by Steven Willis
Yesterday, the Patents Court handed down yet another decision in the Sisyphean pregablin litigation, this time refusing Sandoz’ application to vary the Order for Injunction which resulted from Arnold J’s October 2015 decision (“Sandoz I”) to injunct Sandoz following its launch of a full label pregabalin product (“Pregabalin Sandoz”). As is typically the case when writing about pregabalin, it is necessary to recount a chunk of procedural history and inter-party correspondence before I get to the crux of the decision at hand so please bear with me (or skip ahead to paragraph 7).
Prior to Sandoz I, Arnold J had held a number of claims of Warner-Lambert’s patent for the use of pregabalin in pain invalid including claim 1 (pain) and claim 3 (neuropathic pain) (“Warner-Lambert V” according to Arnold J’s nomenclature). A number of subsidiary claims to various types of pain, including several types of neuropathic pain (claims 10-12) were held to be valid. Of the valid subsidiary claims, only those which are a subset of neuropathic pain cover indications which are included in the marketing authorisation for Warner-Lambert’s pregabalin product (“Lyrica”).
Subsequent to Sandoz I, the Court of Appeal upheld Arnold J’s judgment on validity in all material respects (“Warner-Lambert CA II”). The Court of Appeal took a different approach to Arnold J on infringement and indicated that it would have reached a different conclusion (i.e. that the patent would have been infringed had it been valid). However, in light of the validity findings (Warner-Lambert seemingly only asserted claims 1 and 3), these comments were only obiter. The Court of Appeal refused permission to appeal to the Supreme Court but Warner-Lambert has applied directly. It was common ground before Arnold J that the Supreme Court is unlikely to make a decision on this application before mid-January 2017 at the earliest. In the event that permission is granted, Actavis and Mylan have applied for permission to cross-appeal the findings on validity in relation to claims 10-12.
In February 2015, Arnold J had ordered the NHS to issue guidance on prescription practices with a view to ensuring that skinny label pregabalin products were not dispensed “cross-label” in the treatment of the patented indications. Following Warner-Lambert CA II, Warner-Lambert sought to engage the NHS with a view to revising this guidance. Warner-Lambert requested that the NHS direct that pregabalin should be prescribed by brand name (thereby ensuring that Lyrica be dispensed) for any of the indications covered by a claim which had been held valid (i.e. not just those for which Lyrica is approved).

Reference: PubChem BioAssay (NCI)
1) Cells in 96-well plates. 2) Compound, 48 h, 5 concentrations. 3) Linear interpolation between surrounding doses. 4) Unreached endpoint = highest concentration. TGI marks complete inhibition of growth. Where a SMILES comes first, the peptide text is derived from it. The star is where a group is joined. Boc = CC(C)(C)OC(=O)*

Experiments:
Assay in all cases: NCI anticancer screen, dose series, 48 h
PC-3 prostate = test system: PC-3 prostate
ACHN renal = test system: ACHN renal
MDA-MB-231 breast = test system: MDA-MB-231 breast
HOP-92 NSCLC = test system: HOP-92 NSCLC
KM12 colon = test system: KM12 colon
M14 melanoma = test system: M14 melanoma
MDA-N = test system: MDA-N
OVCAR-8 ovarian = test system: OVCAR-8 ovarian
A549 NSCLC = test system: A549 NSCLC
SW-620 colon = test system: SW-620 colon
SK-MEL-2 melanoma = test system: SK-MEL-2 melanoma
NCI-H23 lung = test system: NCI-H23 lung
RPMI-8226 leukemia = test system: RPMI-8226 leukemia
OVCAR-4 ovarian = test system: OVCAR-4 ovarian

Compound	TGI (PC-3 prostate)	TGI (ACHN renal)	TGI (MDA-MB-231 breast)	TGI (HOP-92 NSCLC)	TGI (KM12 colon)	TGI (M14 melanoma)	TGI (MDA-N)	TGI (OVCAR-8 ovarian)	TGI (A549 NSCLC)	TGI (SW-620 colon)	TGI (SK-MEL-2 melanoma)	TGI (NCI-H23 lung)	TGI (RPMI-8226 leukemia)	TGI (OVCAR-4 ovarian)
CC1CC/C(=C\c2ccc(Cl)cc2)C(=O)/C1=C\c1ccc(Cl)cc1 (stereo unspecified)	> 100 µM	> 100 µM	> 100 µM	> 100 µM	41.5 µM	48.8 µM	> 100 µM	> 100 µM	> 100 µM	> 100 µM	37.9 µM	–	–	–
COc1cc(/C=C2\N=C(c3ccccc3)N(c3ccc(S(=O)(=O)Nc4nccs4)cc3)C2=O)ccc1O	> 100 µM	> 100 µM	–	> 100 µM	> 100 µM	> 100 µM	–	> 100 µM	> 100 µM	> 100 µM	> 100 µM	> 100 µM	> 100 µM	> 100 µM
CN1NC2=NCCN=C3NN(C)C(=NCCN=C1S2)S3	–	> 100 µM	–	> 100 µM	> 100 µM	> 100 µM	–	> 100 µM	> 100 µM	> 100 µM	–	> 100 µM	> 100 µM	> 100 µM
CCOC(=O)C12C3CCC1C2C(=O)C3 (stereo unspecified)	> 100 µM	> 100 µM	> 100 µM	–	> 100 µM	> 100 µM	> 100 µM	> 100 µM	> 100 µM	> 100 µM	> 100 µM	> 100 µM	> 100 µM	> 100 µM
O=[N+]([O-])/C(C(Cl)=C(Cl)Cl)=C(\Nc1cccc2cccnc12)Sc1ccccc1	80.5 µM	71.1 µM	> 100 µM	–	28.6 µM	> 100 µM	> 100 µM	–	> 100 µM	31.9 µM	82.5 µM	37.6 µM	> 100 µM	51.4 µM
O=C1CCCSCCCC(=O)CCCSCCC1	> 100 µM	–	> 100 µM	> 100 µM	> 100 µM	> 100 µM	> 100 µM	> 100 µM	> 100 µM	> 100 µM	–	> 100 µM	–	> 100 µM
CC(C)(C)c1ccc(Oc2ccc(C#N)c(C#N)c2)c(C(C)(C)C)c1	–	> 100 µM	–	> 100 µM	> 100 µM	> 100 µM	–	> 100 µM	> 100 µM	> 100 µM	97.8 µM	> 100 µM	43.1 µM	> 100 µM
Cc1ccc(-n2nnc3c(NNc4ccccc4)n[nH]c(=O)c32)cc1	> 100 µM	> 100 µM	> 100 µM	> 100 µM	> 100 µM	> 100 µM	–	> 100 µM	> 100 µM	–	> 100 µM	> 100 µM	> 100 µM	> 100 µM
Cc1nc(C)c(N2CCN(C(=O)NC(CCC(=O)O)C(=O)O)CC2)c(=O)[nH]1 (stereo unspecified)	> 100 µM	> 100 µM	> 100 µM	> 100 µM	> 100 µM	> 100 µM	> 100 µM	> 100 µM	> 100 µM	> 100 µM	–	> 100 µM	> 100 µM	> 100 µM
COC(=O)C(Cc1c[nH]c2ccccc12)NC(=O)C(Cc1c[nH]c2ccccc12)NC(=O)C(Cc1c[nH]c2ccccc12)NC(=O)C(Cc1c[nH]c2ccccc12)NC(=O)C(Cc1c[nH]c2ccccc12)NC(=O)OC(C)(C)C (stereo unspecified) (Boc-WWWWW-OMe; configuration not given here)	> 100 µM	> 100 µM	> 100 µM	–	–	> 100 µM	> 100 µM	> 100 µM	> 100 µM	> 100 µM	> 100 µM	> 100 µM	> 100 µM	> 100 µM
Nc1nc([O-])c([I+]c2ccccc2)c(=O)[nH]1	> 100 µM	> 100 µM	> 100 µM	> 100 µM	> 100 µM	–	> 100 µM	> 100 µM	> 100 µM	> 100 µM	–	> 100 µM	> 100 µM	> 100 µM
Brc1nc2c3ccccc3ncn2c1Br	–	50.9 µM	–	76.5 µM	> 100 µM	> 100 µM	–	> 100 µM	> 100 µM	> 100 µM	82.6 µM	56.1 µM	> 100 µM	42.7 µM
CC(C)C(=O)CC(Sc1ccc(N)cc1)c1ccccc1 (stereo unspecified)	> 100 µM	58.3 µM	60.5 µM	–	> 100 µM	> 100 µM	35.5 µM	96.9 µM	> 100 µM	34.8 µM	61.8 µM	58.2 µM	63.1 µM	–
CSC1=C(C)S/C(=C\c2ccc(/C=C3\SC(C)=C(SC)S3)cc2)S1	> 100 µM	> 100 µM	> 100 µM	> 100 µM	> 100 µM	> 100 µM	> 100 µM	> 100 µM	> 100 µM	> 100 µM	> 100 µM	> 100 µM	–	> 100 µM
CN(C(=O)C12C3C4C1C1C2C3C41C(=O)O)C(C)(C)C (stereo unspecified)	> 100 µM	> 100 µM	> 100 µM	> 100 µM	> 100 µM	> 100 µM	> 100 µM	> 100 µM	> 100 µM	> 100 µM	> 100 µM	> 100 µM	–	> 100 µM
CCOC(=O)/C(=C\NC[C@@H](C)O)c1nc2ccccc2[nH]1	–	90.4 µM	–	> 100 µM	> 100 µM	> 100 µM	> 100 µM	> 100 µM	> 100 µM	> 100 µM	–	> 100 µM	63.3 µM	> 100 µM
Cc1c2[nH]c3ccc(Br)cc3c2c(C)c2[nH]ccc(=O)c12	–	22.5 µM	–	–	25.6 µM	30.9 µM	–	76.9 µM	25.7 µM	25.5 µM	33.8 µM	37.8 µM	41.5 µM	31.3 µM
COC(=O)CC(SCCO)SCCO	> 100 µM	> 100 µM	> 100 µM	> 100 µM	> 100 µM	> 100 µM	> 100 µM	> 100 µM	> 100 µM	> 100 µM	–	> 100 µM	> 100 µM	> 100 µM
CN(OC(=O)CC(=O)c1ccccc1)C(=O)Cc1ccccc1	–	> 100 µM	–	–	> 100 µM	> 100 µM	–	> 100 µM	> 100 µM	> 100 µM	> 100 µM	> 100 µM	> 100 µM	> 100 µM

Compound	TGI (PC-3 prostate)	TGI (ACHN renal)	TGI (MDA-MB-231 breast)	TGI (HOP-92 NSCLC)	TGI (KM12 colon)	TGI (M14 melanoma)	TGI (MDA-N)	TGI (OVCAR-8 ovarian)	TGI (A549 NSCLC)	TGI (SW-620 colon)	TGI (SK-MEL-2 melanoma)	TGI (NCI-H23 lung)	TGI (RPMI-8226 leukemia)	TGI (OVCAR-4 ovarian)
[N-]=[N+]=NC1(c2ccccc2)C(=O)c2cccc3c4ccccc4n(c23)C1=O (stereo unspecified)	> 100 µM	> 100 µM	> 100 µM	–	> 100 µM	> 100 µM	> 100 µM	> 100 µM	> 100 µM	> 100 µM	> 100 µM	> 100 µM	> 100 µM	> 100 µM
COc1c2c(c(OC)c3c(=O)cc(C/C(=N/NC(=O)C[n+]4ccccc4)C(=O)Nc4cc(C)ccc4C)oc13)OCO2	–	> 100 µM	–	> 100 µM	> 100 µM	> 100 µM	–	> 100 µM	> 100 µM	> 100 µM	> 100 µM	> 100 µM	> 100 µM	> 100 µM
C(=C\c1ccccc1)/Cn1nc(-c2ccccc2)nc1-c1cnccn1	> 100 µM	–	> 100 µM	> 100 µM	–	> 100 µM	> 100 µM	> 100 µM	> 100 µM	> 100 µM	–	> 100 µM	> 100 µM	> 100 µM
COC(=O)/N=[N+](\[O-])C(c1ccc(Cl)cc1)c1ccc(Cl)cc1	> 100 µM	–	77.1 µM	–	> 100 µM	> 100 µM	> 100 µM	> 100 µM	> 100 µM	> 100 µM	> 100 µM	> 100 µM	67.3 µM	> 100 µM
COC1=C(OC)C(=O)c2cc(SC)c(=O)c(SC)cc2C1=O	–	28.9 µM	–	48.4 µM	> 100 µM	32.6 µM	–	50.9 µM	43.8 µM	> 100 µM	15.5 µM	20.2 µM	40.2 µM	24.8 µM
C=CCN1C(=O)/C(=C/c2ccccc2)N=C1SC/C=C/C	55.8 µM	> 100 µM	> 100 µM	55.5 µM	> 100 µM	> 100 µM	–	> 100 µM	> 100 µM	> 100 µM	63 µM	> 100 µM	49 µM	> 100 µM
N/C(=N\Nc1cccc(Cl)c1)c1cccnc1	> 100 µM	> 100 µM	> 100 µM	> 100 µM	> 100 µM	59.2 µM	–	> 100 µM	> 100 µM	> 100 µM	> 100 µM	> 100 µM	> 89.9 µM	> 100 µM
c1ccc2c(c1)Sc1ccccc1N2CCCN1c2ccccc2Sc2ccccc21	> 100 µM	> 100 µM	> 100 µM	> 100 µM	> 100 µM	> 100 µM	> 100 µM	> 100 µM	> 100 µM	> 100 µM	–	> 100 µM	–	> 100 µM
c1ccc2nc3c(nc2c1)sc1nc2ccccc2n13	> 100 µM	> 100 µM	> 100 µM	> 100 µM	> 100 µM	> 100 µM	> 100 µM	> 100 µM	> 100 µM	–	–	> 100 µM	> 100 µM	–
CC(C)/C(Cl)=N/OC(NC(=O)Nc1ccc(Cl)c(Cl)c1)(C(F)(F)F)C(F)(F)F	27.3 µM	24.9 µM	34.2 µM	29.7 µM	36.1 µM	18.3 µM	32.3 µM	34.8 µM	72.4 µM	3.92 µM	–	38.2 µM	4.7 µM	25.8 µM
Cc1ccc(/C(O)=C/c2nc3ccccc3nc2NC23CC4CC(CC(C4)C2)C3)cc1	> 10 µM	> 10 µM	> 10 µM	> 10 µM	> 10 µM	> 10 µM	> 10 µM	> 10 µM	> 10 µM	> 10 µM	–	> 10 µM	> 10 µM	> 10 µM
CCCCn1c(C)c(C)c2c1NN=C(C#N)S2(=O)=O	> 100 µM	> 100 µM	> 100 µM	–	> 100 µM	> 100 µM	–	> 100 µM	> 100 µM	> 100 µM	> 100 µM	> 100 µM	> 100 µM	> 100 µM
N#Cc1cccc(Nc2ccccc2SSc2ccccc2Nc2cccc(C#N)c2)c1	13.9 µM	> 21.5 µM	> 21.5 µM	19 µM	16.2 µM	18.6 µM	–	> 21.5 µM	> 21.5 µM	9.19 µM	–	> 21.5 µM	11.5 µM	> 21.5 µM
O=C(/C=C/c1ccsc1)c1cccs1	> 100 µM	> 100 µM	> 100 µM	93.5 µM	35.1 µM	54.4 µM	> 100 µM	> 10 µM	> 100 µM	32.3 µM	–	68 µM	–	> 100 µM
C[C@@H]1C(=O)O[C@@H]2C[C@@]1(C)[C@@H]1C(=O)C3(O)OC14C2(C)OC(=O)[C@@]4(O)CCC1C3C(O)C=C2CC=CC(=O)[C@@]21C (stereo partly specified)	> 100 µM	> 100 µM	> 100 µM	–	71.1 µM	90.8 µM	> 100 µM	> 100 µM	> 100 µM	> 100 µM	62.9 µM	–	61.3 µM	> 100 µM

The NHS initially agreed to amend its guidance accordingly. However, a number of generic pharmaceutical companies took issue with the proposed guidance and suggested that it may amount to a breach of the ABPI Code or Directive 2001/83 as it amounted to a promotion of Lyrica for off-label purposes. The NHS subsequently indicated a need to consider the issues further at a “senior clinical level”. Nothing more was heard from the NHS as of the date of the hearing, which Arnold J regarded as “unfortunate”.
In addition to seeking to revise the NHS Guidance, Warner-Lambert made a concession to allow generic companies to obtain “intermediate marketing authorisations” whereby they were entitled to extend their authorised indications to include central neuropathic pain (held not to be plausibly disclosed in Warner-Lambert V and Warner-Lambert CA II) but not peripheral neuropathic pain (held to be plausibly disclosed, but without any benefit to the validity of claim 3).
Against this backdrop, Sandoz sought to vary the terms of the Order arising out of Sandoz I, such that it would be entitled to launch Pregabalin Sandoz subject to the proviso that it would not offer for sale, sell or supply the product for conditions for which Lyrica is authorised and for which Warner-Lambert maintains valid claims following the Court of Appeal decision (i.e. acute herpetic and postherpetic pain or causalgia pain). Sandoz further offered to take certain steps to minimise the chances that its product would be so used.